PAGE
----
September 14, 2002
9/11 - An Opportunity Missed by
A year after
America sustained its greatest attack on its soil by a foreign power,
organized religion has failed to "seize the attacks as a teaching
moment, a time to ignite moral, spiritual or emotional growth," asserts
pollster George Barna.
nearly half of the population claim their faith was a critical resource
in helping them personally to respond to the attacks.
Really? If so,
why did church attendance spike to half of America's population for only
a few weeks after 9/11, falling back to 43 percent by November where it
was before? Why has there been no increase in numbers who read the Bible
or attend Sunday School? Why has the percentage of unchurched Americans
remained flat at 33 percent?
The Gallup Poll
reports the same trends, and even found a record high of 71 percent of
Americans saying after 9/ll that religion "is increasing its influence."
By May only 53 percent agreed. That's evidence America's churches lost a
huge opportunity to offer hope.
America's churches fallen short?
First, too many
churches have failed to teach that there is absolute good and absolute
evil. George Barna reports that the percentage of people who believe in
"moral truths or principles" that are eternal, has plunged from a poor
38 percent before 9/11 to a dismal 22 percent today.
Why? Too many
Americans are doing things they know are wrong, like gambling or sexual
sin such as out-of-wedlock sex or pornography. Rather than admit their
actions are evil, Americans rationalize their behavior as being "not
When was the
last time you heard a sermon on chastity or cohabitation or the
permanence of marriage or the evil of divorce?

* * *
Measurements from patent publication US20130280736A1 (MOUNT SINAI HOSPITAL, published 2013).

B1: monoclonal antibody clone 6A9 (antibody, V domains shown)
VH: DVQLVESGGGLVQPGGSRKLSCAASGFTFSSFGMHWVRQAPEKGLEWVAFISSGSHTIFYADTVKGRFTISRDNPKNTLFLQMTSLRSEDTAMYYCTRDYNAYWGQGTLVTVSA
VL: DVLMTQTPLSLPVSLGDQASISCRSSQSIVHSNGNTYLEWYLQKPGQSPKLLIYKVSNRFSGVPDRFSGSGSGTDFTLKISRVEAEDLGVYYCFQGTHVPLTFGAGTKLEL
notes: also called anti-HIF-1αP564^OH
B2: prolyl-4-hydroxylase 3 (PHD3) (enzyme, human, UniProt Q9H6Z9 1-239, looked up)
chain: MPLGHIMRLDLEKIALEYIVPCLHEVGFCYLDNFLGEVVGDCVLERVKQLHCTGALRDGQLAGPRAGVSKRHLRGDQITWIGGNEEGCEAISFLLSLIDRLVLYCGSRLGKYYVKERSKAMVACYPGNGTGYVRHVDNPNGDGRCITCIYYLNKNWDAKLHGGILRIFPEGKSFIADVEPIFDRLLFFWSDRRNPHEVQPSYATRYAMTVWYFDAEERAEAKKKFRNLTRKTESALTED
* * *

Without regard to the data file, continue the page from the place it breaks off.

Second, too many
clergy prefer safe or innocuous topics such as Abraham. Personally, I've
heard 50 sermons on Abraham and would be happy to never hear another.
Third, too many
houses of worship are self-satisfied for wrong reasons. On the Sunday
after 9/ll I attended an Episcopal Church where the pastor bragged that
an all-time record number of children were in Sunday School. But he
failed to explain why Muslim terrorists had committed horrific evil.
Their parents came to hear answers for that great moral question.
they and their children now stay home Sundays.
pastors have said? They could have preached with the clarity of George
Bush in his speech Wednesday on the anniversary of 9/11:
"The attack on
our nation was also an attack on the ideals that make us a nation. Our
deepest conviction is that every life is precious, because every life is
the gift of a Creator who intended us to live in liberty and equality."
the President declared.
anything else, this separates us from the enemy we fight. We value every
life; our enemies value none - not even the innocent, not even their
At the World
Trade Center, 300 firemen sacrificed their lives to save others. The
terrorists sacrificed their lives to kill 3,000 innocent people.
Fourth, too many
congregations do not urge adults to attend classes to study Scripture.
Most Catholic churches, for example, don't even offer adult Sunday
School. Result: even weekly church attenders don't know enough to lead
an unbeliever to faith.
Half of those
who call themselves Christian are unable to name who delivered the
Sermon on the Mount. Many Americans can not explain why Easter is
celebrated or what the Ten Commandments are, according to Gallup Polls.
There is hope.
In "The Next American Spirituality", a book written with Timothy Jones,
George Gallup, Jr. notes that the percentage of Americans who
"completely agree" that "prayer is an important part of my daily life,"
has risen from 41 percent to 53 percent over a decade. And those who
never doubted the existence of God has risen 11 percent in the same ten
years. Sales of books with spiritual themes are soaring.
because Americans claim they are more spiritual does not make them so,"
the book adds. Too many Americans make choices that contradict their
values. Boomers believe in angels but millions cheat on their taxes.
College students pray regularly but 44 percent are binge drinkers. And a
quarter of Americans say drinking is a problem at home, the highest
percentage in decades.
Americans "think the state of moral values in this country" is getting
My question to
readers is what will YOU do about it?
encourage your pastor, priest, rabbi or imam to preach on practical